This study builds on the landmark Home Alone study, which was the first national look at how family caregivers are managing medical/nursing tasks, such as managing medications, changing dressings, and other tasks in the home setting, that are typically performed by trained professionals in hospitals.
Home Alone Revisited affirms many of the findings of the 2012 study and adds new information about targeted issues. Because these are two cross-sectional samples, it is not possible to draw conclusions about trends—instead, we can report on the current prevalence of caregiving issues and the perceptions of caregivers at this time.
The 2012 Home Alone research sparked a passionate response from family caregivers who advocated for the Caregiver Advise, Record, Enable (CARE) Act. Home Alone Revisited asked about health system supports, including the requirements of the CARE Act.
Home Alone Revisited oversampled multicultural groups to ensure multicultural representation and investigated generational differences. Difficult tasks such as preparing special diets, managing incontinence, and dealing with pain were explored in depth.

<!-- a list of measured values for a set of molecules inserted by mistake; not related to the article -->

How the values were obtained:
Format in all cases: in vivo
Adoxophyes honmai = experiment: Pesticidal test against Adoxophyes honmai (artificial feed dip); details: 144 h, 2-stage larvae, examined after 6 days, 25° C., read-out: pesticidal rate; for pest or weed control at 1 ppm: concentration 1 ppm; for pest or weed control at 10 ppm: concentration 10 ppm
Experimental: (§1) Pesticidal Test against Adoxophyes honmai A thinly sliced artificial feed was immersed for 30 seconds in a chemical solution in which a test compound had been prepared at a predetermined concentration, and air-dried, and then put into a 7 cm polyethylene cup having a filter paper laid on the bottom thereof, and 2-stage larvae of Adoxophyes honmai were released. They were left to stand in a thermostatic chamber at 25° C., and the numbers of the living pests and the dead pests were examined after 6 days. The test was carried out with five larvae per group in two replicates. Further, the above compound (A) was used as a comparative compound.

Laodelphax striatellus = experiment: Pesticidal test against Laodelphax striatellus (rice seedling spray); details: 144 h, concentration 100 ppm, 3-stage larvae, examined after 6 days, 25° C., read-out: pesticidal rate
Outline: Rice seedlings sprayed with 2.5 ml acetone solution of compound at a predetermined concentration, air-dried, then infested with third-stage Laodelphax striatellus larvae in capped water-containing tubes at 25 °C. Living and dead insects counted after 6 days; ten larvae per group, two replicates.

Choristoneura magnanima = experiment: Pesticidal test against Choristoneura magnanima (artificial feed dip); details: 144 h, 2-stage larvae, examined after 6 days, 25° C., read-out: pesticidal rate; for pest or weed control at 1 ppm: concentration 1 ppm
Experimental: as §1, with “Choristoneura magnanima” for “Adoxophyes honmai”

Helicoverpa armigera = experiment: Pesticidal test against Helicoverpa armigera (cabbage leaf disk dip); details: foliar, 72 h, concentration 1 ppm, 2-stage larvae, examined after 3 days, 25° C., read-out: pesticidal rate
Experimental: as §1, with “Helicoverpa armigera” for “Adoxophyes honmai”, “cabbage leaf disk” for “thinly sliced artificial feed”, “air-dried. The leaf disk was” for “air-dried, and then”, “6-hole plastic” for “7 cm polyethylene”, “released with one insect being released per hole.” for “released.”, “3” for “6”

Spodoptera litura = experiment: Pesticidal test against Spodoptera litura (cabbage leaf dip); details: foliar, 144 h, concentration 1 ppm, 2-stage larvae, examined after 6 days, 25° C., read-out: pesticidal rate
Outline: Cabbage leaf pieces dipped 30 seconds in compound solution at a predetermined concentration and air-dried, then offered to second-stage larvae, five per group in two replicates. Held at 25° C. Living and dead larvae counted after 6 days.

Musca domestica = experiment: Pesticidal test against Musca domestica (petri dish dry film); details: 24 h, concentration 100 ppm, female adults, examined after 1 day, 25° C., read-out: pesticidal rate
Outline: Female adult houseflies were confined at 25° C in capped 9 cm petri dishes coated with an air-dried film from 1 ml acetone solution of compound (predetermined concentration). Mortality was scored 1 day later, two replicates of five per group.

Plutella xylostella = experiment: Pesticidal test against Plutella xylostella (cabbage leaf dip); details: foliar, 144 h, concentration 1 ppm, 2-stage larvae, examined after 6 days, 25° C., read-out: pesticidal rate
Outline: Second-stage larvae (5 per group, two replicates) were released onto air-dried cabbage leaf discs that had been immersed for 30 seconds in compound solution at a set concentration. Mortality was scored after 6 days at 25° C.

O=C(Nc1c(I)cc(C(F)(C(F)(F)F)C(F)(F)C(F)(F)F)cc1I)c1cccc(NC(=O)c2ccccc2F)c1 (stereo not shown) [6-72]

Major findings of Home Alone Revisited include:
- Family caregivers are largely on their own in learning how to perform medical/nursing tasks such as managing incontinence and preparing special diets.
- Most family caregivers who perform medical/nursing tasks feel they have no choice.
- Seven out of ten family caregivers performing medical/nursing tasks face the practical and emotional burden of managing pain.
- Multicultural family caregivers are more likely to experience strain and worry about making a mistake, regardless of income.
- Caregiving is a cross-generational issue for both women and men.
- Social isolation compounds difficulties with complex care, across generations and cultural groups.
- The CARE Act is now law in 42 states and seems to be making a difference, but only 20% of family caregivers were given at least 24 hours’ notice of hospital discharge
In Brief (2012 PDF)